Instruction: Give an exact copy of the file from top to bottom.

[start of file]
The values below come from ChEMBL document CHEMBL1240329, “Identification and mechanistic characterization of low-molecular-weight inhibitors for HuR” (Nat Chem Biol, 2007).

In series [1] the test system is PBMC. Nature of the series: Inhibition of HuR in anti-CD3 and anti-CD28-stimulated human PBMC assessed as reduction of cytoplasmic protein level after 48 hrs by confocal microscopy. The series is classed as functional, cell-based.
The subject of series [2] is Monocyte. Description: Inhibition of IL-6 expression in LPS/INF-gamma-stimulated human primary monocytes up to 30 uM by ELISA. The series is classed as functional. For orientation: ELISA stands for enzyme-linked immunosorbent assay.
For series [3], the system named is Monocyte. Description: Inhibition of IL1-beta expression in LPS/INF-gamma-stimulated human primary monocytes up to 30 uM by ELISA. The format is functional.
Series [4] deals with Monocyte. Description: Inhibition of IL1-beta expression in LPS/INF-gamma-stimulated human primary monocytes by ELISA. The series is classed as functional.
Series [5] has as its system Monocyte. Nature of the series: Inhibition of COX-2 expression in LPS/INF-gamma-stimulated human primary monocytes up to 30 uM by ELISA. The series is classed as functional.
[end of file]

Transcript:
The values below come from ChEMBL document CHEMBL1240329, “Identification and mechanistic characterization of low-molecular-weight inhibitors for HuR” (Nat Chem Biol, 2007).

In series [1] the test system is PBMC. Nature of the series: Inhibition of HuR in anti-CD3 and anti-CD28-stimulated human PBMC assessed as reduction of cytoplasmic protein level after 48 hrs by confocal microscopy. The series is classed as functional, cell-based.
The subject of series [2] is Monocyte. Description: Inhibition of IL-6 expression in LPS/INF-gamma-stimulated human primary monocytes up to 30 uM by ELISA. The series is classed as functional. For orientation: ELISA stands for enzyme-linked immunosorbent assay.
For series [3], the system named is Monocyte. Description: Inhibition of IL1-beta expression in LPS/INF-gamma-stimulated human primary monocytes up to 30 uM by ELISA. The format is functional.
Series [4] deals with Monocyte. Description: Inhibition of IL1-beta expression in LPS/INF-gamma-stimulated human primary monocytes by ELISA. The series is classed as functional.
Series [5] has as its system Monocyte. Nature of the series: Inhibition of COX-2 expression in LPS/INF-gamma-stimulated human primary monocytes up to 30 uM by ELISA. The series is classed as functional.